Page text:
10 steps to become a multi-site operator

Do you want more out of your pub business? Once you’ve proved that you can run a successful pub, what next? For many licensees the next step is to find another pub and become a multi-site pub operator! It’s a well-trodden path with people such as award winning chef Tom Kerridge and licensee of three pubs, inspiring others to do the same.

All it takes is 10 simple steps.

Become A Multi-Site Pub Operator In 10 Steps

1. Have a successful pub that you want to replicate

This is crucial. Expanding onto other sites to try out new concepts such as a gastro pub, sports pub or wet pub rarely works because you are diversifying your interests too far. You need to be able to demonstrate that you can operate a pub successfully and have a brand that has the potential to be taken to other sites.  Multi-site pubs do not have to be completely identical, just similar. Tom Kerridge, for example, started with a pub restaurant, and then created a chain by diversifying to offer a slightly different food concept at other pubs within the same town.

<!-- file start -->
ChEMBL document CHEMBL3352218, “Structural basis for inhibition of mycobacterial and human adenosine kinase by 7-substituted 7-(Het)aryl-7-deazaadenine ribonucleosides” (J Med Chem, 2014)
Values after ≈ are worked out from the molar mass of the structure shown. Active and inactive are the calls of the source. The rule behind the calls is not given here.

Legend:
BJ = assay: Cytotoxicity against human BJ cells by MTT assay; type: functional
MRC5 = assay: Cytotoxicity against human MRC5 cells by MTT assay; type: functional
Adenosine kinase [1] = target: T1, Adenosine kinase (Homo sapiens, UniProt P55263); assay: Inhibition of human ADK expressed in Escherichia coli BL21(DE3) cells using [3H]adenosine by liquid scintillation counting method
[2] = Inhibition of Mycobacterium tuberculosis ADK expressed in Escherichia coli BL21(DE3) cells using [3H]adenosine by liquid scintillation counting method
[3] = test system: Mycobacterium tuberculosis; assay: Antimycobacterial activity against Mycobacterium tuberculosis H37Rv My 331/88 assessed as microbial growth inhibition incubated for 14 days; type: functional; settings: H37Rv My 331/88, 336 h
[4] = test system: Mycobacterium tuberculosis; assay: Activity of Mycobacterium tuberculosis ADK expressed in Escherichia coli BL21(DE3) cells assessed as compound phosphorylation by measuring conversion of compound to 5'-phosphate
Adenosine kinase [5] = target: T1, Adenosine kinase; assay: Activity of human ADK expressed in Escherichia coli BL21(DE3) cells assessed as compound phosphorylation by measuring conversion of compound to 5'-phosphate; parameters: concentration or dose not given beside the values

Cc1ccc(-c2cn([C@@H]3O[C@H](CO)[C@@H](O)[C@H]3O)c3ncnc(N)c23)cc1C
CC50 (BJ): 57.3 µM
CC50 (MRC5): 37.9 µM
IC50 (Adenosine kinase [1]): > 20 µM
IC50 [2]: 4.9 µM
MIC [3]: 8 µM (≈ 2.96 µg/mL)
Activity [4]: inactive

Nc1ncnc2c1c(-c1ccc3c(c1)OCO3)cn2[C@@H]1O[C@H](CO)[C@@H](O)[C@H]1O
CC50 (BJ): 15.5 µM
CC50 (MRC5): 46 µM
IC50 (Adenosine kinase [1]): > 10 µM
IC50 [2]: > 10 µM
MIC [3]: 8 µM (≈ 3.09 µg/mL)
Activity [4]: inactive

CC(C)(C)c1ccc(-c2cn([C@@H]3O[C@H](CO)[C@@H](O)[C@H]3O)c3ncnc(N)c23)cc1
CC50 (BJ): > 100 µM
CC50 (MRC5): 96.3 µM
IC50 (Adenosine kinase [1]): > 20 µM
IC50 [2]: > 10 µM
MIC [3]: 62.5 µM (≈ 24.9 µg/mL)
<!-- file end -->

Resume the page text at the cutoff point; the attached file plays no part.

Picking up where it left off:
2. Have a great staff team to support you

Running a pub is more than just serving behind a bar.  A successful pub operator must be good at recruiting, inspiring and managing staff. Expanding onto another site means leaving your existing pub in the care of other people on a day-to-day basis. You need to be able to rely on those people to run the business in your style and brand, and to maintain its profitability. Existing standards must be maintained.  Make sure that you have the right staff in place ready to support you as you expand the business.

Try delegating to see how your staff can cope without you.  Take a holiday and then assess how your manager has coped without you! Find out whether the customers were happy and if other staff members were happy dealing with the management.  Ask yourself if standards were maintained during that period, and whether any problems that occurred were dealt with satisfactorily.

3. Have the necessary capital for investment ready

It will cost money to take on new pubs.  Just as when you took on your first pub, you will need money to cover entry costs like working capital, fixtures & fittings, deposits, legal costs etc.  It is important to be realistic and identify exactly how much money you have available for investment. If more funds are needed, exactly where those funds will be sourced? Taking money from the day-to-day profits of one pub to fund a new one is an unwise move as it can threaten the profitability of your existing pub. Make sure that the investment funds are available before you start actively looking for new sites.